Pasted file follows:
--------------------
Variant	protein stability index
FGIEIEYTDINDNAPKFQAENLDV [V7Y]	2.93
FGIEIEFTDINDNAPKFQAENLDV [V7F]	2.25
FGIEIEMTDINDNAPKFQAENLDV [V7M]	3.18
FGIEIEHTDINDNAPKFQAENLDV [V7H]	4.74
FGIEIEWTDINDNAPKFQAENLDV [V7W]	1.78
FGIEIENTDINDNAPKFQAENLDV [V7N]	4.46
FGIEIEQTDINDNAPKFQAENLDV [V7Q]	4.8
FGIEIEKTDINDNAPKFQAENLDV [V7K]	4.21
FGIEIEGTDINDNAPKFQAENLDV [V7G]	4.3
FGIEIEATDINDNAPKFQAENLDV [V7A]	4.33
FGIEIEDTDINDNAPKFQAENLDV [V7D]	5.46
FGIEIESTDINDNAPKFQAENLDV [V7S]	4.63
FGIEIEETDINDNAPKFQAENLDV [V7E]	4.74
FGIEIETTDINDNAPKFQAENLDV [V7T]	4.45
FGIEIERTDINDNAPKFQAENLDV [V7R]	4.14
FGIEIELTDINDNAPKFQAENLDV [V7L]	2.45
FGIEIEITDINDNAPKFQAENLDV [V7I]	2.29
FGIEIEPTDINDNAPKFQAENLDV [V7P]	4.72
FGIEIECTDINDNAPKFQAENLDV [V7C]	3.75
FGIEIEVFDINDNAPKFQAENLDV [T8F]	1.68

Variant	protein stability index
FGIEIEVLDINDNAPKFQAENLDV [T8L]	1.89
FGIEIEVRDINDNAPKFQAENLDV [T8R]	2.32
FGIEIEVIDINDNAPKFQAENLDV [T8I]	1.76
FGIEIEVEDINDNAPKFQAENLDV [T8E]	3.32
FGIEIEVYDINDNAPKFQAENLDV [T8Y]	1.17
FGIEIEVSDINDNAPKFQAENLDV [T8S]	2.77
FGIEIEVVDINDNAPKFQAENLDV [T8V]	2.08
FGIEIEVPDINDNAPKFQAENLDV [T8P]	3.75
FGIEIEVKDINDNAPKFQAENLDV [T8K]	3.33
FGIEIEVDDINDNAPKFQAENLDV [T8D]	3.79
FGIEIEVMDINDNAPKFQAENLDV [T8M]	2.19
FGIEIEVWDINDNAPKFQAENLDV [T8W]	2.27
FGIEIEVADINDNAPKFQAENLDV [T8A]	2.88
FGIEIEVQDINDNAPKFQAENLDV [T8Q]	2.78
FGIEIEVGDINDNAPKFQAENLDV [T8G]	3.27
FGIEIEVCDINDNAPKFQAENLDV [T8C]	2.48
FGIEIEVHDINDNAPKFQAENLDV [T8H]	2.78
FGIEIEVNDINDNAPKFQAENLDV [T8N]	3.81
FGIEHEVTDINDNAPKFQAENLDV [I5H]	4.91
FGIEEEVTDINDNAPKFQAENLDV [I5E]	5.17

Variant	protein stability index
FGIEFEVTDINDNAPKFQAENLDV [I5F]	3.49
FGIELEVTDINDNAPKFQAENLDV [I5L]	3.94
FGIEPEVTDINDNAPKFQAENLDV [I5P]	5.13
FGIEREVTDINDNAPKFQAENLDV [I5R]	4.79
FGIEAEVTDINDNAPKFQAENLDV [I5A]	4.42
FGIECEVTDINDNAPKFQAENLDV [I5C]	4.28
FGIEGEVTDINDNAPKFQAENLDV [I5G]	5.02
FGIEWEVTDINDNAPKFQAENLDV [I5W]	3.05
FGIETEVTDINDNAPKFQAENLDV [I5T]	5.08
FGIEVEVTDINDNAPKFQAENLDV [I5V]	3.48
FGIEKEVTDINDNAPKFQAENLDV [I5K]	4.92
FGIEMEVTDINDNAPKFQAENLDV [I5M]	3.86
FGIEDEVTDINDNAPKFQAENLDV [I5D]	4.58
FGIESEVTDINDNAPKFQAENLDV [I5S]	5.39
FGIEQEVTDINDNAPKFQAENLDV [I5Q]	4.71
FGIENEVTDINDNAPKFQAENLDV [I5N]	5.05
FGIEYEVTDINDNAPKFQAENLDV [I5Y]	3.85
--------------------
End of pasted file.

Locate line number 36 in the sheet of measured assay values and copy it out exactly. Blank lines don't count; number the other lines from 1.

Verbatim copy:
FGIEIEVQDINDNAPKFQAENLDV [T8Q]	2.78